In an effort to give its baked bean brand a bit of PR-fuelled revitalisation, Heinz is very publicly considering putting the famous Beanz Meanz Heinz slogan into retirement, after 36 years of dutiful service.
However, the decision will not be taken by Heinz itself. In the spirit of democracy, the future of the most celebrated piece of dyslexia in advertising will be placed in the hands of the viewing public.
As part of a new campaign, Heinz is urging viewers to either "save our slogan" or "vote for change", and will be showing a selection of classic bean TV ads to help them with their decision.
Mike Smith, a senior account director at Leo Burnett, explains: "We're taking three or four historical ads and showing them on the basis that Heinz is looking at creating a new campaign. The idea is to empower the consumer."
Viewers can either vote by text message or by visiting the website, www.beanzmeanzheinz.com, where there are daily updates on how the results are taking shape. A message board enables those who have strong feelings about the slogan to let the world know.
The TV ads have been rolled out on national terrestrial and satellite TV. In addition, they also feature on Sky's interactive TV platforms, where viewers are able to vote by simply pressing the red button on their remote controls.
At present, most viewers have voted in favour of keeping the slogan. Considering the nostalgic fondness with which the public tends to view long-running old ad campaigns, you could argue that the result was predictable.
And it's been 13 years since the Beanz Meanz Heinz endline was actually used. Were people ever really likely to take the time and trouble to vote for the ditching of a slogan they haven't seen for more than a decade?
Starcom Motive's group account director, Will Phipps, doesn't believe the result was predictable. He says: "Heinz is getting a huge response, and, at the moment, it's surprised and pleased. But it honestly wasn't sure how the vote would go and it's worth checking what the public thinks."
It may be a high-profile way of reintroducing an old slogan but, ultimately, the campaign will be judged on its effectiveness. And, if success is measured in column inches, it's already performing well. For example, several papers have recently carried articles in which the slogan's creator, Maurice Drake, launches into what is described as an attack on Heinz for even considering shelving his masterpiece.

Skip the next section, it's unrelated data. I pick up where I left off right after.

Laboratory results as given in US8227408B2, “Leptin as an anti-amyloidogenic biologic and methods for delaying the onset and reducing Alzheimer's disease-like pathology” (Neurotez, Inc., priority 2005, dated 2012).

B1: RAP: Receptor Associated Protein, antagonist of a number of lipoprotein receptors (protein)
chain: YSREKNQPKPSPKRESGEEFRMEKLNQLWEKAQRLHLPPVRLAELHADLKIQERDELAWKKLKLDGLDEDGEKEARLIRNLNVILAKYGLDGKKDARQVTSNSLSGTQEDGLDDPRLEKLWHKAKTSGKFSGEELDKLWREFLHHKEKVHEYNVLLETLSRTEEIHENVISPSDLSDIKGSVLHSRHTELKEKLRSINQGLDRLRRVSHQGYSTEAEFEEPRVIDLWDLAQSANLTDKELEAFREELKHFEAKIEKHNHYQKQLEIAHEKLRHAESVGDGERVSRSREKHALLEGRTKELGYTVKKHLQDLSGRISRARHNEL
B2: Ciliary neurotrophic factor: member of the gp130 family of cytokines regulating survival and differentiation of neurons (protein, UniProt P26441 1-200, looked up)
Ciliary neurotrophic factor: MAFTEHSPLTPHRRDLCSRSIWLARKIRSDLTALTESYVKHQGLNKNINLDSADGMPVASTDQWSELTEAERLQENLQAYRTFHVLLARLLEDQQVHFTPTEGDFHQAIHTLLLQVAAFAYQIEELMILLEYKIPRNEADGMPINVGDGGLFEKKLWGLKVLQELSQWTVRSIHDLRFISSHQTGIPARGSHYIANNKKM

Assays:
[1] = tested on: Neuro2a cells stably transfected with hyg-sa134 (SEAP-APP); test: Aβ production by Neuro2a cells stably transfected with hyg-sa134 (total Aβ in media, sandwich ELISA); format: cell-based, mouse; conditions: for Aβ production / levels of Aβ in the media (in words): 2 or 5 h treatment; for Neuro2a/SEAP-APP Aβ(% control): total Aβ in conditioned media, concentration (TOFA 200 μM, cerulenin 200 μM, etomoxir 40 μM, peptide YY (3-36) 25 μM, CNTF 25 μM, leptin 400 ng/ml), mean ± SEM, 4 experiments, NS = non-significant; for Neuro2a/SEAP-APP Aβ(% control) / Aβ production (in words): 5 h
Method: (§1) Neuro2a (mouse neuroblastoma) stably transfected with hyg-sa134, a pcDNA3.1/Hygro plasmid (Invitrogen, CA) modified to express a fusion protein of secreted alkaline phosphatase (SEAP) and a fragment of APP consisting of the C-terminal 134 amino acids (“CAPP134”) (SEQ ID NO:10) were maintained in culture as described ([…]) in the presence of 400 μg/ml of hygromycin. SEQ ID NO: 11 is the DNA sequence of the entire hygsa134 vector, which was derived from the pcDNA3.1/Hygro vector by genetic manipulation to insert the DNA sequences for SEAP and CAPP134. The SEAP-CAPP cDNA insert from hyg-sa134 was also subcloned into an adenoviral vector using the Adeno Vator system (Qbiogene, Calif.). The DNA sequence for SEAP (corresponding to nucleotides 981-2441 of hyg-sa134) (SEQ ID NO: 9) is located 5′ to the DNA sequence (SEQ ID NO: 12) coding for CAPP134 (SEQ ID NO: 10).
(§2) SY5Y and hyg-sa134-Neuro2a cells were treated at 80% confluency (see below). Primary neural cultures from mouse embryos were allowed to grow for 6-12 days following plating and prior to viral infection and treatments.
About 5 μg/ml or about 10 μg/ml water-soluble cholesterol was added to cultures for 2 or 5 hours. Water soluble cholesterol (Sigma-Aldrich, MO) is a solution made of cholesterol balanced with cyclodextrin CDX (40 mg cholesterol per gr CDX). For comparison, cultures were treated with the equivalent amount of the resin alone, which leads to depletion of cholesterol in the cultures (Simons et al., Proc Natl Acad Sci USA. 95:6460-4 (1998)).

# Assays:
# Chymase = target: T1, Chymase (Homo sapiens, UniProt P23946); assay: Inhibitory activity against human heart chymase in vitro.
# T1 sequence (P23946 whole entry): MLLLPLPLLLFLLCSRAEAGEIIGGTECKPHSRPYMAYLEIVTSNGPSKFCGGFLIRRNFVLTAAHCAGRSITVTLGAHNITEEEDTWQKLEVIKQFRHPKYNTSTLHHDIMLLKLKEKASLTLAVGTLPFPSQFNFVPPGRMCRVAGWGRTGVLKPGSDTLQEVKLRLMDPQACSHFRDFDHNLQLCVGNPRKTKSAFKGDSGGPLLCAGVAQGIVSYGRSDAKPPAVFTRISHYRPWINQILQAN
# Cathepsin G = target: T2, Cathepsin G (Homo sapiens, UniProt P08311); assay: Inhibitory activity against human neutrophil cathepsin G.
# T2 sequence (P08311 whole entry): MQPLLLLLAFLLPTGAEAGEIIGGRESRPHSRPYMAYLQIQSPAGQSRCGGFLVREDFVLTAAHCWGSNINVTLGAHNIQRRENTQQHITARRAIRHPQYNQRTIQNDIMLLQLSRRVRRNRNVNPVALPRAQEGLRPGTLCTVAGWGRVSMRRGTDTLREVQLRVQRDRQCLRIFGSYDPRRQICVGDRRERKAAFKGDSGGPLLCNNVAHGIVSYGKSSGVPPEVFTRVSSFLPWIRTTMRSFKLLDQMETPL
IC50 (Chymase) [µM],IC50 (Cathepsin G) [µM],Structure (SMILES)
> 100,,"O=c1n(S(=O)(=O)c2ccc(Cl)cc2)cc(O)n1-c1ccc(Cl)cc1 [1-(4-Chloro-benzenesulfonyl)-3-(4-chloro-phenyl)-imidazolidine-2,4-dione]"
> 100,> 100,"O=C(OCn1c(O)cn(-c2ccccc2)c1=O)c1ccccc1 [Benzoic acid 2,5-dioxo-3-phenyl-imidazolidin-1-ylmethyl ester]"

This is not the first time Heinz has adopted such a strategy. In 1999, the company warned consumers that it would permanently shelve its Salad Cream brand if they continued to buy mayonnaise instead. The Daily Mail promptly launched a characteristically hysterical "save our salad cream" campaign, with other newspapers following suit.
The endeavours were not in vain. The brand was reintroduced, complete with a price rise and a fresh, well-funded marketing initiative, which included a sampling campaign. The renewed investment in Salad Cream continues today. The brand that was supposedly once threatened with extinction can now be seen sponsoring the ITV soap Emmerdale.
Leo Burnett also has a history of giving consumers a say in the future of a brand. In 1998, Kellogg changed the name of its cereal Coco Pops cereal brand to Choco Krispies. The following year, a Leo Burnett campaign urged customers to vote via the phone and the internet to decide whether the name should remain or not. The old name prevailed, taking a massive 92 per cent of the vote.
The Heinz Baked Beans campaign will run for four weeks. Neither Leo Burnett or Starcom Motive seems sure what will happen after that. The content of any future campaign depends upon the result of the vote.
If, as is looking likely, the public votes to keep the long-running slogan, then Leo Burnett will be set the interesting creative challenge of reintroducing it in a way relevant to a modern audience.
But the scale of such a campaign has yet to be decided. "If consumers continue to give such a positive response I'm sure Heinz will want to find some way to let them know the results," Phipps says.